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Certain Women - Cinemaholic Movie Reviews
one person's obsessive addiction to film
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cinema_holic
Certain Women
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Directing: B-
Acting: B+
Writing: B-
Cinematography: A-
Editing: B



Don't expect anything of consequence to happen in Certain Women. In fact, the sooner you surrender yourself to the idea that not much actually happens, the better off you'll be. Whether or not you can enjoy a movie of that sort is more left to question. I could tell you that there is a definitive feminist subtext to the proceedings, but I can think of few people for whom that would make such a slow-moving film more appealing. I enjoyed Certain Women but am finding it a challenge to pinpoint exactly why, which leaves me wanting in terms of who I might actually recommend it to. It worked for me, barely. I have no idea who else it might work for.

It's beautifully shot, in that way that shows rural Montana as a beautiful place I could not fathom ever living in. It's mostly set in Livingston, Montana, a real town of about seven thousand people. What the trailer does not make clear, and the opening credits hint at when noting it's "based on short stories" by Maile Meloy, is that this is a set of three different self-contained stories. The one common thread is the local lawyer Laura Wells, played by Laura Dern: in the opening sequence, which establishes this as a film with extended scenes of people just living their daily lives, we meet the man she's having an affair with. We find him as the husband of Gina Lewis, played by Michelle Williams, in the second story, but the fact of the affair is never brought up again -- Gina's story is her own. And in the third story, in which a young woman named Jamie (Lily Gladstone) develops a crush on a school law teacher (Kristen Stewart) who has to drive four hours away from Livingston for the job two evenings a week, Jamie simply finds herself briefly in Laura's law office, looking for where Kristen Stewart's character works.

But each of these stories is as calming as the last, just a sort of meditative vignette of daily living for women in rural Montana. The third story is a pseudo-love story: a young, lonely woman with a winter job looking after horses (lots of extended scenes of her working on the farm with horses, all of them lovely, none of them vital to the story) eager to spend time with this law teacher, who goes to a local diner with her for food after class. That's about the long and short of it with that one. The previous two stories, though, both move into the realm of how men tend to be dismissive of the intellectual capacity of women.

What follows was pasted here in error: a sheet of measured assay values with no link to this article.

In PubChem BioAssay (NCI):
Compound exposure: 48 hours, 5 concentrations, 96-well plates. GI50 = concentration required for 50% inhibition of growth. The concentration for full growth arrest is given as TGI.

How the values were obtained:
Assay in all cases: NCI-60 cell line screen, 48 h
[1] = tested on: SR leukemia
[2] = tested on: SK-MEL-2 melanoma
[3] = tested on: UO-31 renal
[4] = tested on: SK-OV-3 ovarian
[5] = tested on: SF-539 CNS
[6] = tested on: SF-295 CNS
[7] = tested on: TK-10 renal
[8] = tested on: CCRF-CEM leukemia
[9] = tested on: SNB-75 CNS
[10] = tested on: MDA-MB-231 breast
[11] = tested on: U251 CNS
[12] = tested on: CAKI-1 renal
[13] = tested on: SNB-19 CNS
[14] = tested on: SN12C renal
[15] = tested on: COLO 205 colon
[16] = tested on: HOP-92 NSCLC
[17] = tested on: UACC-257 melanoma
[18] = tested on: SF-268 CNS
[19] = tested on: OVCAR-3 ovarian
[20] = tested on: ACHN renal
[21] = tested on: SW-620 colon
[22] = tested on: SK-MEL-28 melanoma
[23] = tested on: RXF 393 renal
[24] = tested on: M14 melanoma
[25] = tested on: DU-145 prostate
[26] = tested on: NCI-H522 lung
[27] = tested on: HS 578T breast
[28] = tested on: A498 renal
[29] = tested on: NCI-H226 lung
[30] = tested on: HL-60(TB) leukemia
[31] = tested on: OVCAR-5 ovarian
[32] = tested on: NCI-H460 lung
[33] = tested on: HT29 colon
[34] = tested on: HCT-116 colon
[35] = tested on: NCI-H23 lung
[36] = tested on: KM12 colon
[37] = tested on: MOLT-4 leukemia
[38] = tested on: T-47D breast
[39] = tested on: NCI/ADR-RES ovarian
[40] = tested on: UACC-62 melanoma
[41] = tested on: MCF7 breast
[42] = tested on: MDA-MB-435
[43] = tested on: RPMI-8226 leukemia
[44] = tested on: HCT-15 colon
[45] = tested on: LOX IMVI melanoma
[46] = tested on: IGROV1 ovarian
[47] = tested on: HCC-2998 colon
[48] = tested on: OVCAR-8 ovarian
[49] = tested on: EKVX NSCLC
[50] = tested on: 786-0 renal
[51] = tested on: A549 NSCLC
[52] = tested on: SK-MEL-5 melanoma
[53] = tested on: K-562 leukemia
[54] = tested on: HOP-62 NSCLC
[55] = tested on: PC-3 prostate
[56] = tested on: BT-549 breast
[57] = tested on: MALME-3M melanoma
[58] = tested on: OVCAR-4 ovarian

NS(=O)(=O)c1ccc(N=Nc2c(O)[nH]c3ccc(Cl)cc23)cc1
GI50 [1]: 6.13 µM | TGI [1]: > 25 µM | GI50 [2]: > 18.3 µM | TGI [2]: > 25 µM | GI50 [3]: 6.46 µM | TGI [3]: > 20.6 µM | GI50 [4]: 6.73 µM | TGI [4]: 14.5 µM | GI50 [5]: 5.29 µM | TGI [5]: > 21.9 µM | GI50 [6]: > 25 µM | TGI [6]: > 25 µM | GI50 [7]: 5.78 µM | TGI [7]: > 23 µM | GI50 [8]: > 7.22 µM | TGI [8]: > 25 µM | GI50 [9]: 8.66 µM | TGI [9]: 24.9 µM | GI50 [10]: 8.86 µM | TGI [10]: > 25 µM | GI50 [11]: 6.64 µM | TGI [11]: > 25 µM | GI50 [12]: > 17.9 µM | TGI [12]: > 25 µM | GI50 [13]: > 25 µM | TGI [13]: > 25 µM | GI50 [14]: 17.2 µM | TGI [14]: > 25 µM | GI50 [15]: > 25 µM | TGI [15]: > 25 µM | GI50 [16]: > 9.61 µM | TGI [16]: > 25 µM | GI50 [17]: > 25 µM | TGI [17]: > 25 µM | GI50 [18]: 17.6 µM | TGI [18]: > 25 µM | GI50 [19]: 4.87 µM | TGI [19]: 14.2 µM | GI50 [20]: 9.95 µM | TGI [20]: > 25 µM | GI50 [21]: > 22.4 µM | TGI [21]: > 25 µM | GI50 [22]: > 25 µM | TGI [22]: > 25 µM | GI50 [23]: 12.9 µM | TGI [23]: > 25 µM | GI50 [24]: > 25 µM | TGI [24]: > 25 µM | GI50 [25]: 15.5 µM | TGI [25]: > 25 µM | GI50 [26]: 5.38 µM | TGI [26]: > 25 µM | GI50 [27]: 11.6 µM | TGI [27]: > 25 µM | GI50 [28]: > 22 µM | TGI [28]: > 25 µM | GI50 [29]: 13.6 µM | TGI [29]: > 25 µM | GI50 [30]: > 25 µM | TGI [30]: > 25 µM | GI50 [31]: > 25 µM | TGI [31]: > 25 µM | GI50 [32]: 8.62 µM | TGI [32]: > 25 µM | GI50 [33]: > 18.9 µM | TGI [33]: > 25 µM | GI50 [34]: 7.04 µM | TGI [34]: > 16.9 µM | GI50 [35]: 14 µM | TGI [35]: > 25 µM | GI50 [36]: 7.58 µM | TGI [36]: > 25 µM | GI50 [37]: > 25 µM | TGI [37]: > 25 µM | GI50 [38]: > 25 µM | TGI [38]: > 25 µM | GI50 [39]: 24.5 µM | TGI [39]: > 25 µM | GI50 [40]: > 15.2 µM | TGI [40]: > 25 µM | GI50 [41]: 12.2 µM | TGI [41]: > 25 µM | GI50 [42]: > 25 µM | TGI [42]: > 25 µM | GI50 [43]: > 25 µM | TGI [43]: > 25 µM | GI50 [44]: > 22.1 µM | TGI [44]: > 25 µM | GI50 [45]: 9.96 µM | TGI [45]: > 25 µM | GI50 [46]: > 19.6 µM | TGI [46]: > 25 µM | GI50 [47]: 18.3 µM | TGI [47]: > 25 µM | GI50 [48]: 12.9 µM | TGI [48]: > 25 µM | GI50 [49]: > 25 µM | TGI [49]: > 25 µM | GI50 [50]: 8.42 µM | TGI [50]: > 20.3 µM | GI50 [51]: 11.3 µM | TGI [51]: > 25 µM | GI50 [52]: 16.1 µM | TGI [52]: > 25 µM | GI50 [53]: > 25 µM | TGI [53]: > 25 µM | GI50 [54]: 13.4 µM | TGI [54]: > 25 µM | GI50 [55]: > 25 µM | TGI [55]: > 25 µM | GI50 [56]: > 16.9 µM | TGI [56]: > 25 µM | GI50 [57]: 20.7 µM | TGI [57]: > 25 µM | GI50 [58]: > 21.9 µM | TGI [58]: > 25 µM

Laura Wells, the lawyer, has a client (Jared Harris, who many might recognize as Lane Pryce from Mad Men) who has been screwed over by his employer who was negligent in an accident affecting his eyesight, but the law is on their side regarding their lack of obligation to help him, for somewhat complicated reasons. These reasons have been explained to him over and over for eight months by Laura -- until she takes him to another lawyer, who happens to be a man, for a second opinion, who tells him the exact same thing, and he immediately takes his word for it. Things later escalate to an actual hostage situation involving Laura, and even in such a potentially volatile situation, Certain Women keeps things almost curiously calm. Nothing horrible ever happens in this movie. Spoiler alert!

When we meet Gina Lewis, her family on a camping trip, it takes some time to figure out what's going on, why we're even seeing this. They visit an older gentleman whose connection to them is relatively unclear. We just know that he's slightly out of it due to a recent injury from a fall. But Gina's husband is building her a house, and they want the stacks of sandstone discarded on his property. There's a peculiar conversation in the man's living room, with Gina being the one doing most of the talking -- and the older man consistently directs all of his answers to her husband. It takes a while, but eventually it dawns on you what's going on here.

This subtext of ingrained sexism pervades the first two stories if you look for it; you can look for it all you want in the third story but you won't find it, because the two key characters that time are both women. I thus struggled to find a common thread between all three stories, at least thematically. The two women aren't any better at effectively communicating with each other than the women of the other stories are at communicating with the men around them.

If nothing else, Certain Women is full of women who are strong in one way or another, multi-dimensional and strong characters. There's something almost mystifyingly compelling about all of them. I can think of no way to walk about this movie that would make anyone excited to see it. The fact that it is almost universally critically acclaimed hardly makes a difference. This falls into the category of film that critics love but audiences don't even bother going to see. I fall squarely in the middle, both critic and film-loving audience member: it did not feel like a waste of time to me, but it will likely feel like a waste of time to most of the rest of you. It's usually a compliment to say a movie is unpredictable, but this one's only unpredictable because you can't predict virtually nothing actually happening.

Laura Dern is one of several CERTAIN WOMEN who are . . . pleasant but bemusing, I guess?


Overall: B
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